How Kim planted seeds of success

Date
Published in
Daily Express (UK)
Written by
Laura Milne

In the height of her Eighties fame Kim Wilde toured with Michael Jackson and sold millions of records. These days she's better known as a gardener. She tells Laura Milne about her transformation from rock 'n' roll Wilde child to detox convert and green goddess.

With her shock of peroxide blonde hair and fresh-faced looks, Kim Wilde was the archetypal teenage pop star. When she bounced on to our TV screens in 1981 belting out a song penned by her younger brother Ricki and her dad - Fifties pop singer Marty Wilde - she broke the hearts of a million teenage boys. Her first hit, Kids In America, sold a million copies worldwide and during the Eighties she sold more than seven million albums and 12 million singles. In the mid-Nineties, with her music career on the wane, she transformed from pouting rock wild child to gardener and began appearing on TV makeover shows such as Better Gardens and Garden Invaders.

Today, at 43, her face is a little rounder and her figure a little curvier but she hasn't lost her prettiness and effortless sex appeal. Flawless, glowing skin and clear eyes testify to the healthy outdoorsy lifestyle she enjoys. A week in Thailand this summer as part of a celebrity detox programme with Tamara Beckwith and Keith Duffy converted her to the benefits of the treatment.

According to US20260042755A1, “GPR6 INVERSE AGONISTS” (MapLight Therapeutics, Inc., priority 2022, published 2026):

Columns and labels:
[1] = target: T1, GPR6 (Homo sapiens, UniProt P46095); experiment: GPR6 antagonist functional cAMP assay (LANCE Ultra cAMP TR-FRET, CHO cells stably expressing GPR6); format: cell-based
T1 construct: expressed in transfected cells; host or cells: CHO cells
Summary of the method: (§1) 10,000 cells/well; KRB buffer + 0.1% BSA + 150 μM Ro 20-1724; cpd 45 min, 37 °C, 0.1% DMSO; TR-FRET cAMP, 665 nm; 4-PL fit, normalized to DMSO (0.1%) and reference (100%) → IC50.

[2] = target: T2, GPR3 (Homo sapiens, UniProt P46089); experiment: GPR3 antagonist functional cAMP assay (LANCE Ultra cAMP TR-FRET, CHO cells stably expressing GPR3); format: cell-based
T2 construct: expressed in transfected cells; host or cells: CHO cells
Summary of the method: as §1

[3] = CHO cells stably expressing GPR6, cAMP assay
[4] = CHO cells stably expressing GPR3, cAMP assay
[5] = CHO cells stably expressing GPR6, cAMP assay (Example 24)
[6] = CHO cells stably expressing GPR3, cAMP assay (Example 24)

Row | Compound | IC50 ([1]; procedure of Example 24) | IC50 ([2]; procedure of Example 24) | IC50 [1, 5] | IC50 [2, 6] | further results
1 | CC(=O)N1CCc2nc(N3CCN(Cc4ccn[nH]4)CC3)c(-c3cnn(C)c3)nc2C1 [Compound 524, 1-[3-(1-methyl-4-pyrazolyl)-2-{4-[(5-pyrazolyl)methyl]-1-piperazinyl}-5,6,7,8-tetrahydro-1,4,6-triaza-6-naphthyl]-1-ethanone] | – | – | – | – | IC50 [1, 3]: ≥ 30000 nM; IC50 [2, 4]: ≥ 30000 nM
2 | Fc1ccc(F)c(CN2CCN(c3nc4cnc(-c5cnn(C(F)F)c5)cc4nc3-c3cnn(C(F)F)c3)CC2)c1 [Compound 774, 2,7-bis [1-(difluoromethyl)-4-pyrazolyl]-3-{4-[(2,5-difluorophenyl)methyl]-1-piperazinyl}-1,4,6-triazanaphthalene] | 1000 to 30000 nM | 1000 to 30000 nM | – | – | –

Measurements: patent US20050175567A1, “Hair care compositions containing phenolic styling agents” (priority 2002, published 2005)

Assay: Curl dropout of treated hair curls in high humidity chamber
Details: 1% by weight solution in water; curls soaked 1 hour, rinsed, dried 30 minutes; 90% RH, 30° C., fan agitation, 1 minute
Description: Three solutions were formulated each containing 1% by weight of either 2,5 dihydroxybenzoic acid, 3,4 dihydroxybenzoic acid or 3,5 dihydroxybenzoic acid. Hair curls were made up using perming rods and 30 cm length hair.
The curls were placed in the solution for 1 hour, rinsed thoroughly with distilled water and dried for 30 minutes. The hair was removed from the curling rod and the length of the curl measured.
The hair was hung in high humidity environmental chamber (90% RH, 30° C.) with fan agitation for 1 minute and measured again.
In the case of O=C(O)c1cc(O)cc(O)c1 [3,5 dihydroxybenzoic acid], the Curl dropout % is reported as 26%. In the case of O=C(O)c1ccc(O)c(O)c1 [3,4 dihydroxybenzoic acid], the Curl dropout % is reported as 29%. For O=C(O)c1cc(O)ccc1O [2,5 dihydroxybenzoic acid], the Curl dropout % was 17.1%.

On her return she worked with Daily Express naturopath Michael Van Straten on a 10-day home detox plan. "I felt fantastic after I'd done it, " she says. "I lost weight and had loads more energy. I felt clear-headed and was left with a fantastic sense of wellbeing." The plan's healthy-eating principles along with regular exercise and taking time out for yourself are now an everyday part of Kim's life.

Kim, now mum to Harry, five, and Rose, three, says she has no regrets about the lifestyle change. "It was all great fun but I don't miss it, " she says. "By the time I was 20 I was travelling the world, while dad and Ricki stayed at home writing pop songs to try to keep the momentum of my first hit going. They did rather well for some time. I loved the fun of travelling and meeting people. Who wouldn't? I had a dream job, was successful and didn't presume to see anything wrong in any of it. But, by the time I reached 30, I was a bit burnt out because I hadn't taken enough time to look after myself."

Kim retreated to the Hertfordshire countryside where she'd grown up to be near her family and friends. She bought a 400-year-old barn near the village of Codicote and began the painstaking process of turning it into a home. But the move coincided with a low point.

"Life wasn't what I thought it was going to be, " she admits. "I was 30 and single. I'd thought I'd be married by then and have kids but these dreams weren't happening. As if to rub it in, I was living in a fabulous house, with big family rooms in the middle of the countryside. I started feeling sorry for myself. It was awful."

Even though she was still making albums, Kim knew her career was struggling. "I realised that I couldn't rely on a pop career for the rest of my life. It was too tenuous. I wasn't happy and even though I'd had success I knew there had to be something else."